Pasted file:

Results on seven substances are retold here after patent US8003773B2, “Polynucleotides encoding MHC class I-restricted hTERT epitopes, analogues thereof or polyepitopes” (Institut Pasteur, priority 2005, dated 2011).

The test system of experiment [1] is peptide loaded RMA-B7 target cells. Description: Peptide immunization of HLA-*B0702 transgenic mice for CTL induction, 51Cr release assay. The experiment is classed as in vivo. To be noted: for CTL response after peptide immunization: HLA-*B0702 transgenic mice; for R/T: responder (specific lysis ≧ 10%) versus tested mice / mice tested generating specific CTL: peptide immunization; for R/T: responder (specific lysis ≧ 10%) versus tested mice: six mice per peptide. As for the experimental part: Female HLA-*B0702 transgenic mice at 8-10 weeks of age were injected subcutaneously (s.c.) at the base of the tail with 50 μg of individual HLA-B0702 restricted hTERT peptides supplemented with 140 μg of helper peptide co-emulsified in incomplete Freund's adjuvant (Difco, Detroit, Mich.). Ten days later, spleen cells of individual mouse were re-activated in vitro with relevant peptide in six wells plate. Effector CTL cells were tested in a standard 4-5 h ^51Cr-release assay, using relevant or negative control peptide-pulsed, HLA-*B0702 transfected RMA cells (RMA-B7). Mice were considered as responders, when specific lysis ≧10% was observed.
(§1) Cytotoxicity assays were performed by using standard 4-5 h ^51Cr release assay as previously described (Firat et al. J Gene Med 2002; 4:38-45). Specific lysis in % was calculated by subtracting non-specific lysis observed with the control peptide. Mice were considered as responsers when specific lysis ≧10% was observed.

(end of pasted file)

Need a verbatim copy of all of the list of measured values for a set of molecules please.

Results on seven substances are retold here after patent US8003773B2, “Polynucleotides encoding MHC class I-restricted hTERT epitopes, analogues thereof or polyepitopes” (Institut Pasteur, priority 2005, dated 2011).

The test system of experiment [1] is peptide loaded RMA-B7 target cells. Description: Peptide immunization of HLA-*B0702 transgenic mice for CTL induction, 51Cr release assay. The experiment is classed as in vivo. To be noted: for CTL response after peptide immunization: HLA-*B0702 transgenic mice; for R/T: responder (specific lysis ≧ 10%) versus tested mice / mice tested generating specific CTL: peptide immunization; for R/T: responder (specific lysis ≧ 10%) versus tested mice: six mice per peptide. As for the experimental part: Female HLA-*B0702 transgenic mice at 8-10 weeks of age were injected subcutaneously (s.c.) at the base of the tail with 50 μg of individual HLA-B0702 restricted hTERT peptides supplemented with 140 μg of helper peptide co-emulsified in incomplete Freund's adjuvant (Difco, Detroit, Mich.). Ten days later, spleen cells of individual mouse were re-activated in vitro with relevant peptide in six wells plate. Effector CTL cells were tested in a standard 4-5 h ^51Cr-release assay, using relevant or negative control peptide-pulsed, HLA-*B0702 transfected RMA cells (RMA-B7). Mice were considered as responders, when specific lysis ≧10% was observed.
(§1) Cytotoxicity assays were performed by using standard 4-5 h ^51Cr release assay as previously described (Firat et al. J Gene Med 2002; 4:38-45). Specific lysis in % was calculated by subtracting non-specific lysis observed with the control peptide. Mice were considered as responsers when specific lysis ≧10% was observed.